The founders of Dear Adobe received feedback from Adobe within 48 hours and consider Adobe’s response “very positive.” I would guess that most of the comments on Dear Adobe are not new to Adobe. The company has a long history of extensive usability and user workflow studies, and deep user groups. What may be new is the dynamic range of the comments and their raw intensity, in an aggregated format.

Some additional thoughts on the content and context of Dear Adobe can be found on John Nack’s Photoshop-related blog here. (John is a Photoshop product manager but his blog posts are his own—not official Adobe viewpoints.) Don’t miss the 100+ comments to his Dear Adobe post. Clearly, Dear Adobe has struck a chord.

Dear Adobe is not a suggestion box

It’s in Adobe’s interest not to treat Dear Adobe as a “suggestion box.” That would diminish its potential value. From a brand perspective, Dear Adobe is a collaborative innovation platform. It should be treated as such. Customers contribute more value when they’re treated as proactive brand partners instead of being treated as “purchasers” who may come up with “suggestions.”

The brand imperative

Dell has initiated a customer pipeline site of its own, which it structures and manages to optimize information flow: Eventually, Adobe may decide to opt for something similar if its current efforts (plus what it gains from Dear Adobe) don’t yield the results it needs. For Adobe, Dell and others, the brand imperative is to team with customers in new product and process innovations. They’ll be on the same page with customers because they’ll be writing it together.

Photo: midiman — Flickr
Hat Tip: Daring Fireball

How your brand can leverage the iPhone

Friday, April 4th, 2008

Recent surveys by M:Metrics and Rubicon offer further evidence that the iPhone is shaping up as a premier platform for building brands. Third-party applications are booming, and iPhone users are increasingly going online. Google Maps, Flickr and YouTube are popular on the iPhone, as are online news and social applications such as Facebook.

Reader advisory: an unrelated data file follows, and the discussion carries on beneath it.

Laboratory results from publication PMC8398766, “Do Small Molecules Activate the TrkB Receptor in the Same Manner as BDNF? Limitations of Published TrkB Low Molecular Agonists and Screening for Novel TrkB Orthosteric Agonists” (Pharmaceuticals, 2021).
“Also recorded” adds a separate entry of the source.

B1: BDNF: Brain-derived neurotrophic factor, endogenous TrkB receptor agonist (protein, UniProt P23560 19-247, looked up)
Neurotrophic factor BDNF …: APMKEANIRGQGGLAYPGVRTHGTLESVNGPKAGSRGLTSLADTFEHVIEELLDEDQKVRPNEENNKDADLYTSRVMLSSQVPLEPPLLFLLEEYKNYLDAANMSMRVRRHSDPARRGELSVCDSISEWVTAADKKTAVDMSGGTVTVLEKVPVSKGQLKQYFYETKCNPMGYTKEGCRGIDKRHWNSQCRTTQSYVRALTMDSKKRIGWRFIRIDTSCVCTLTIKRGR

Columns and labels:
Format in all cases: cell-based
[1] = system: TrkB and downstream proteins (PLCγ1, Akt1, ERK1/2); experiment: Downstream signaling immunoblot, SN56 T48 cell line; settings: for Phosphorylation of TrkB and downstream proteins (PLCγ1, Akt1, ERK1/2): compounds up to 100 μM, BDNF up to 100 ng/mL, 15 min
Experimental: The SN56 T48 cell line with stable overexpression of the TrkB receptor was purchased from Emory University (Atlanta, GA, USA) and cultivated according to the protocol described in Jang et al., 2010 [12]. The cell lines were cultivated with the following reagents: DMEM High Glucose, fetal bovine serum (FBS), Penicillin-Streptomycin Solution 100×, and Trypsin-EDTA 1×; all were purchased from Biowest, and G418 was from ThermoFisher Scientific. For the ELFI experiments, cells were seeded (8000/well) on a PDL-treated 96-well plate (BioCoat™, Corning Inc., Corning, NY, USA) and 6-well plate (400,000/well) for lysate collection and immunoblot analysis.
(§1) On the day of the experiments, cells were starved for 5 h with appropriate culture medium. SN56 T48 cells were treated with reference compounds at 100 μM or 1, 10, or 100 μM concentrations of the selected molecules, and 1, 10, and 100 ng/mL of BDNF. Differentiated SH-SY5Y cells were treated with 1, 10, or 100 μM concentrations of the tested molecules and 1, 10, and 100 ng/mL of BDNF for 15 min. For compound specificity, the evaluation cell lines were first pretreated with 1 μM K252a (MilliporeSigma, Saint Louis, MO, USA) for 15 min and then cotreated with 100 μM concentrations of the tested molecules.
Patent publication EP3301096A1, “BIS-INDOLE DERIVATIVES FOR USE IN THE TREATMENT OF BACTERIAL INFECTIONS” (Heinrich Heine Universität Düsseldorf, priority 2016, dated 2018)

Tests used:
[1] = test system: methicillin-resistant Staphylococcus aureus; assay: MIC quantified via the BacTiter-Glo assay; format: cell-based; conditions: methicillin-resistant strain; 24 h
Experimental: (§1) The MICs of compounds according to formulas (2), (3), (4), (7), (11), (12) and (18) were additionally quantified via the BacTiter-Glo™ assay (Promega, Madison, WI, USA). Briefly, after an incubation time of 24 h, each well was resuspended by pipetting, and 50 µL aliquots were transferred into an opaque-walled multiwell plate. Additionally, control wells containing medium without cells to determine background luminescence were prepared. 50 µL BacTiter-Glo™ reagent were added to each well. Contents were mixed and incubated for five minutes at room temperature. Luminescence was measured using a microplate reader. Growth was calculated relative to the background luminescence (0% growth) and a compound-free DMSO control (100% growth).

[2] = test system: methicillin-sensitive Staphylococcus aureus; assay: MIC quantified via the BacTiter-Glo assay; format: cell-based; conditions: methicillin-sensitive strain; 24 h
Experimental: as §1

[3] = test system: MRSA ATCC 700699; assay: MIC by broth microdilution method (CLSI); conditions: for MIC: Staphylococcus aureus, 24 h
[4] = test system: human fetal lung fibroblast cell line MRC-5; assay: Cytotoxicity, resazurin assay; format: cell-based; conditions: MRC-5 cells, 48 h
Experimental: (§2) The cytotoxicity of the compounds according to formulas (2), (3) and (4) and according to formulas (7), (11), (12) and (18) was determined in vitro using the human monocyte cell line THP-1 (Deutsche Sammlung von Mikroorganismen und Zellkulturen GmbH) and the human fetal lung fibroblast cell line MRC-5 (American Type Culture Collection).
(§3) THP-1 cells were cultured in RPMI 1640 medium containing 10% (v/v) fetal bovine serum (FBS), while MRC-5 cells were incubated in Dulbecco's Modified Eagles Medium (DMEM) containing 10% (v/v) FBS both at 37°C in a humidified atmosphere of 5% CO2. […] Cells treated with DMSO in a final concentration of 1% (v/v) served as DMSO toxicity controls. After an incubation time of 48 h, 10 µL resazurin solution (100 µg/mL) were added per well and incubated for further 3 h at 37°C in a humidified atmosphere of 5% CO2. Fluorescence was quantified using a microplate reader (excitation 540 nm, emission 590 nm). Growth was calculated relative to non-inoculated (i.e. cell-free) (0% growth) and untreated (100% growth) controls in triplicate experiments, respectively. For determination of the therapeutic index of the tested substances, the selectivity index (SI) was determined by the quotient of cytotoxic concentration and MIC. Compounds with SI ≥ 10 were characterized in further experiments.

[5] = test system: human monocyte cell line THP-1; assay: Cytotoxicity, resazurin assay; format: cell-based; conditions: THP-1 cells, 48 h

For brands, the question increasingly becomes: How can our brand leverage the iPhone? How can we make it our platform, too?

Choosing the optimum iPhone approach

A brand can take a passive approach toward the iPhone, or a proactive one. A passive approach will pretend that the iPhone is a TV and be content to advertise, using traditional media methods. In a proactive approach, the brand develops a unique iPhone application that co-creates value with customers, in ways that competitors can’t match. Brands with this approach aim to become an iPhone player in their own right—and a big one.

The iPhone opportunity for your brand

Would people want an iPhone because it runs a super-cool application backed by your brand? Or will the application come from a competitor?

There will be killer iPhone apps for every profession and every customer passion. Apple can’t develop all of these. And that leaves room for you.